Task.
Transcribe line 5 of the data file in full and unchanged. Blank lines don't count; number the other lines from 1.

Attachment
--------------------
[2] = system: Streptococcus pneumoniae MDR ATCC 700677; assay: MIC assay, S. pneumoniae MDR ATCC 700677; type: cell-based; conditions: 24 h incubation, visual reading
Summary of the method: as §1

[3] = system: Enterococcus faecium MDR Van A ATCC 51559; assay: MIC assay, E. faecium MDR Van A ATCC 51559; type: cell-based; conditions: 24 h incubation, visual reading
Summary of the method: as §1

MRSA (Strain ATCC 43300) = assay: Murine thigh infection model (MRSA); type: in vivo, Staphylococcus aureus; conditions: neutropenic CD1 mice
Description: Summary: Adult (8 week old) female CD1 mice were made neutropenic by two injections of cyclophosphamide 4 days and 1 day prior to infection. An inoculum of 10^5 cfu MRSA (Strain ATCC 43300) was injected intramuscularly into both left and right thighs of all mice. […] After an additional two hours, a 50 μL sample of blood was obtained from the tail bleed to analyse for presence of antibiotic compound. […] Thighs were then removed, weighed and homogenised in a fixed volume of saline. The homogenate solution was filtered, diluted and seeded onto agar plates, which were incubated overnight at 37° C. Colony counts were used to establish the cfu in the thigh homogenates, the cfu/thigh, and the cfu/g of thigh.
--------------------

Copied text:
MRSA (Strain ATCC 43300) = assay: Murine thigh infection model (MRSA); type: in vivo, Staphylococcus aureus; conditions: neutropenic CD1 mice